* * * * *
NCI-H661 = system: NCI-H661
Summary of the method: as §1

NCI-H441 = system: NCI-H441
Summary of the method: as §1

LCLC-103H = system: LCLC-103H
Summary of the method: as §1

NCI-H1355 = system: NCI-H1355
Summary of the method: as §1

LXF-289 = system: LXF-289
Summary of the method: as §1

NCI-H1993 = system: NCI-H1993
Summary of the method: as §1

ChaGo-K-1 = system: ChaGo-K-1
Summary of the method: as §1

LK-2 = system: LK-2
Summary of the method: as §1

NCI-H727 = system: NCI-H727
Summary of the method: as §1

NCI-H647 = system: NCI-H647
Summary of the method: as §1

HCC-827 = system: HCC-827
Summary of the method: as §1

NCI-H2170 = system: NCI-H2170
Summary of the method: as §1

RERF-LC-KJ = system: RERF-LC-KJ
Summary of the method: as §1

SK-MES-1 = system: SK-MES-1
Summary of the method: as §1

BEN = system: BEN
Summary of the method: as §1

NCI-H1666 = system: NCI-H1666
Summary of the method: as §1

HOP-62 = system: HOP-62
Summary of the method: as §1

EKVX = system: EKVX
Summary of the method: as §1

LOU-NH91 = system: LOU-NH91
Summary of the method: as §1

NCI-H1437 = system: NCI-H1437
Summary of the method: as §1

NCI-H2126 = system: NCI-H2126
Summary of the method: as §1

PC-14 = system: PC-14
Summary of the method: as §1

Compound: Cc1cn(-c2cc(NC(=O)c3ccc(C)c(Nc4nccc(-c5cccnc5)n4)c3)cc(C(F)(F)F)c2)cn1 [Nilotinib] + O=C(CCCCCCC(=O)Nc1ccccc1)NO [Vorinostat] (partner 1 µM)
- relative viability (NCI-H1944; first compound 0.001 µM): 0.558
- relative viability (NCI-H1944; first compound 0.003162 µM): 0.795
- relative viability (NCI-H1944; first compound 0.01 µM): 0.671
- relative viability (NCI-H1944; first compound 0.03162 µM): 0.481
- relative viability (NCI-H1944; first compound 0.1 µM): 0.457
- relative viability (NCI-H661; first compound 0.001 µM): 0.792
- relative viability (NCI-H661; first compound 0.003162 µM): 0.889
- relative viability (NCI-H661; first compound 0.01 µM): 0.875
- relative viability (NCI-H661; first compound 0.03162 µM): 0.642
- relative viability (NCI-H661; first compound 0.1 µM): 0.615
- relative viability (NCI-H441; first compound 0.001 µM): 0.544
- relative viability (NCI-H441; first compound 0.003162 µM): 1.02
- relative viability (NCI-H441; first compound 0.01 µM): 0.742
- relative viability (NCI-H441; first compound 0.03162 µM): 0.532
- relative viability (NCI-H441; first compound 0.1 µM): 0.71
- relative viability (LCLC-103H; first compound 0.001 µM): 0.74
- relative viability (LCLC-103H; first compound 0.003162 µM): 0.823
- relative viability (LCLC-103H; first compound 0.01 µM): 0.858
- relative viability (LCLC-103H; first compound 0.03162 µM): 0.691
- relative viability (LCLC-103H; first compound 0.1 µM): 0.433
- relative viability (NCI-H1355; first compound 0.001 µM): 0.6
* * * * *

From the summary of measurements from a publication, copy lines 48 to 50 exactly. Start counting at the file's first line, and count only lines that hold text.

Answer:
- relative viability (NCI-H1944; first compound 0.01 µM): 0.671
- relative viability (NCI-H1944; first compound 0.03162 µM): 0.481
- relative viability (NCI-H1944; first compound 0.1 µM): 0.457